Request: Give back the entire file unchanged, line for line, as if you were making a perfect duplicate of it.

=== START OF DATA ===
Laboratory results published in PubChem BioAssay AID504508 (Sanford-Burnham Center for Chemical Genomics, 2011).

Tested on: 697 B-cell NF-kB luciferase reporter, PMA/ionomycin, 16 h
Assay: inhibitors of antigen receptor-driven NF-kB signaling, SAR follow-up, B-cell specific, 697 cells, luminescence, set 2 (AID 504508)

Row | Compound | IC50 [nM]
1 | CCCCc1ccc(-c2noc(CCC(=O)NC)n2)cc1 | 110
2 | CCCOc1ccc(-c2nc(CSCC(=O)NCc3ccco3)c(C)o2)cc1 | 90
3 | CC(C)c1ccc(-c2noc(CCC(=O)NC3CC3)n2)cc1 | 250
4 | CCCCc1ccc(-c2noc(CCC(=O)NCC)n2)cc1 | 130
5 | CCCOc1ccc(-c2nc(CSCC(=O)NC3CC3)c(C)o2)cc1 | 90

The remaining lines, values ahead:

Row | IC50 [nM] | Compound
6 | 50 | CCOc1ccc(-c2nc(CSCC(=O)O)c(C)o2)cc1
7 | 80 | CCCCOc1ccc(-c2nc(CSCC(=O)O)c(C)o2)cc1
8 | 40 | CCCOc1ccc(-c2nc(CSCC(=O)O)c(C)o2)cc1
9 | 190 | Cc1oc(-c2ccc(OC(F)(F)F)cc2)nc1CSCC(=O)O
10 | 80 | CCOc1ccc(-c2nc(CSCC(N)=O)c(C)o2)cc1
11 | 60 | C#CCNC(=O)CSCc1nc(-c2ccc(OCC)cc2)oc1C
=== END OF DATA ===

Laboratory results published in PubChem BioAssay AID504508 (Sanford-Burnham Center for Chemical Genomics, 2011).

Tested on: 697 B-cell NF-kB luciferase reporter, PMA/ionomycin, 16 h
Assay: inhibitors of antigen receptor-driven NF-kB signaling, SAR follow-up, B-cell specific, 697 cells, luminescence, set 2 (AID 504508)

Row | Compound | IC50 [nM]
1 | CCCCc1ccc(-c2noc(CCC(=O)NC)n2)cc1 | 110
2 | CCCOc1ccc(-c2nc(CSCC(=O)NCc3ccco3)c(C)o2)cc1 | 90
3 | CC(C)c1ccc(-c2noc(CCC(=O)NC3CC3)n2)cc1 | 250
4 | CCCCc1ccc(-c2noc(CCC(=O)NCC)n2)cc1 | 130
5 | CCCOc1ccc(-c2nc(CSCC(=O)NC3CC3)c(C)o2)cc1 | 90

The remaining lines, values ahead:

Row | IC50 [nM] | Compound
6 | 50 | CCOc1ccc(-c2nc(CSCC(=O)O)c(C)o2)cc1
7 | 80 | CCCCOc1ccc(-c2nc(CSCC(=O)O)c(C)o2)cc1
8 | 40 | CCCOc1ccc(-c2nc(CSCC(=O)O)c(C)o2)cc1
9 | 190 | Cc1oc(-c2ccc(OC(F)(F)F)cc2)nc1CSCC(=O)O
10 | 80 | CCOc1ccc(-c2nc(CSCC(N)=O)c(C)o2)cc1
11 | 60 | C#CCNC(=O)CSCc1nc(-c2ccc(OCC)cc2)oc1C